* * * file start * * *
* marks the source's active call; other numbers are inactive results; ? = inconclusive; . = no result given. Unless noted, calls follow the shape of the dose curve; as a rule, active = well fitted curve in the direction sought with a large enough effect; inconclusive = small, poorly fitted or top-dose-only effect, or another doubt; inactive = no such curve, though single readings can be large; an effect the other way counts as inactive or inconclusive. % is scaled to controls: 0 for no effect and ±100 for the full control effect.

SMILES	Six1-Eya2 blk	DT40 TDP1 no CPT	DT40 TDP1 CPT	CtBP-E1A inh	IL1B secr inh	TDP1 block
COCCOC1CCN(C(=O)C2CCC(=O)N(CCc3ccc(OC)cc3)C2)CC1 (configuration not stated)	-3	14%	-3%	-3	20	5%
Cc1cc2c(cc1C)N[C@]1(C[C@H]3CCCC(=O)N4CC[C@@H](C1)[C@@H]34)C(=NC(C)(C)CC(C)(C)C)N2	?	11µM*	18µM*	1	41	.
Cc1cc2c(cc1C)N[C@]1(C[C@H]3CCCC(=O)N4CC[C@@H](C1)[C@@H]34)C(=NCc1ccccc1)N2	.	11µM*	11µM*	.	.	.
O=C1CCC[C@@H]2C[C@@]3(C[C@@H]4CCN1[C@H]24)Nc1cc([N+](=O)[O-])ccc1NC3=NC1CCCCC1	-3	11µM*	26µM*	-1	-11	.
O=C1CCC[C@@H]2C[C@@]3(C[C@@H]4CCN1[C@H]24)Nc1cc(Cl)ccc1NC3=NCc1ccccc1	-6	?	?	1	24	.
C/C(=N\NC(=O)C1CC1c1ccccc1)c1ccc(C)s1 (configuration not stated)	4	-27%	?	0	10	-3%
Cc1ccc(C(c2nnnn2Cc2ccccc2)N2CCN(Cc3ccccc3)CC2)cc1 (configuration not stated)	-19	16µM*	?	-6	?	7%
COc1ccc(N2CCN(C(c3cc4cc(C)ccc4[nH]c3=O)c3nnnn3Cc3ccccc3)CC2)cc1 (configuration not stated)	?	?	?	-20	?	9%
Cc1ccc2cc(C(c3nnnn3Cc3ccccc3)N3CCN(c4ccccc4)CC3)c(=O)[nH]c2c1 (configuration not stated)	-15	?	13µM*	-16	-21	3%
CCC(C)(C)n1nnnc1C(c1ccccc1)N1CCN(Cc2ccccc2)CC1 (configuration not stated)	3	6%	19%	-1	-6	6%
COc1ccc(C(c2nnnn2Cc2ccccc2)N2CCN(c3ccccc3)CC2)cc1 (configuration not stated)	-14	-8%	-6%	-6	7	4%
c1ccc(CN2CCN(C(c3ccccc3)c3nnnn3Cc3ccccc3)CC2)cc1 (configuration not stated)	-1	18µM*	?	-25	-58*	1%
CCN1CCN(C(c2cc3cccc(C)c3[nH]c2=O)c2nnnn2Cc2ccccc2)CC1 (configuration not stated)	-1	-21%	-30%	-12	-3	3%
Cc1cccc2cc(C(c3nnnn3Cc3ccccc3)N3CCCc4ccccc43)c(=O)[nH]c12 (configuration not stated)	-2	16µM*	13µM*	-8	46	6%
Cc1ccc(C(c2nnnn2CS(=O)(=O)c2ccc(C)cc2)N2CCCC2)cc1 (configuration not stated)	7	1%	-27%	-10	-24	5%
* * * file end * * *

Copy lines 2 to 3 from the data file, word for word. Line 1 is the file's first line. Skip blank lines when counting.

SMILES	Six1-Eya2 blk	DT40 TDP1 no CPT	DT40 TDP1 CPT	CtBP-E1A inh	IL1B secr inh	TDP1 block
COCCOC1CCN(C(=O)C2CCC(=O)N(CCc3ccc(OC)cc3)C2)CC1 (configuration not stated)	-3	14%	-3%	-3	20	5%